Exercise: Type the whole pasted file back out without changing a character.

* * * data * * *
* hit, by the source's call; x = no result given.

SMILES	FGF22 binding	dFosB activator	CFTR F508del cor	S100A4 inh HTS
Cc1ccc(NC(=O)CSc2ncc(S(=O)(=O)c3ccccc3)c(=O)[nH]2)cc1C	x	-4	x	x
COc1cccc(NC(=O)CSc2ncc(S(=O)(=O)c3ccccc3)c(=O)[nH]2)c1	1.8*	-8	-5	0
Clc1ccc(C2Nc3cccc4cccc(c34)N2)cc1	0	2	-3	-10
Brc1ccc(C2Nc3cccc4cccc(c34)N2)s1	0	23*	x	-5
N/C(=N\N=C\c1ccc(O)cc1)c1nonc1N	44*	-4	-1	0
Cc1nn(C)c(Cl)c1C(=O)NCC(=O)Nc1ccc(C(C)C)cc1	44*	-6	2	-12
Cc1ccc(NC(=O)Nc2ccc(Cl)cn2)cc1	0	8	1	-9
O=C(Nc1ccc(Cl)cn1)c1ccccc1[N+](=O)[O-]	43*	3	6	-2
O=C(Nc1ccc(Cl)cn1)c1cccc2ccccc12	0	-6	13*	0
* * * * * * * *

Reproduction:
* hit, by the source's call; x = no result given.

SMILES	FGF22 binding	dFosB activator	CFTR F508del cor	S100A4 inh HTS
Cc1ccc(NC(=O)CSc2ncc(S(=O)(=O)c3ccccc3)c(=O)[nH]2)cc1C	x	-4	x	x
COc1cccc(NC(=O)CSc2ncc(S(=O)(=O)c3ccccc3)c(=O)[nH]2)c1	1.8*	-8	-5	0
Clc1ccc(C2Nc3cccc4cccc(c34)N2)cc1	0	2	-3	-10
Brc1ccc(C2Nc3cccc4cccc(c34)N2)s1	0	23*	x	-5
N/C(=N\N=C\c1ccc(O)cc1)c1nonc1N	44*	-4	-1	0
Cc1nn(C)c(Cl)c1C(=O)NCC(=O)Nc1ccc(C(C)C)cc1	44*	-6	2	-12
Cc1ccc(NC(=O)Nc2ccc(Cl)cn2)cc1	0	8	1	-9
O=C(Nc1ccc(Cl)cn1)c1ccccc1[N+](=O)[O-]	43*	3	6	-2
O=C(Nc1ccc(Cl)cn1)c1cccc2ccccc12	0	-6	13*	0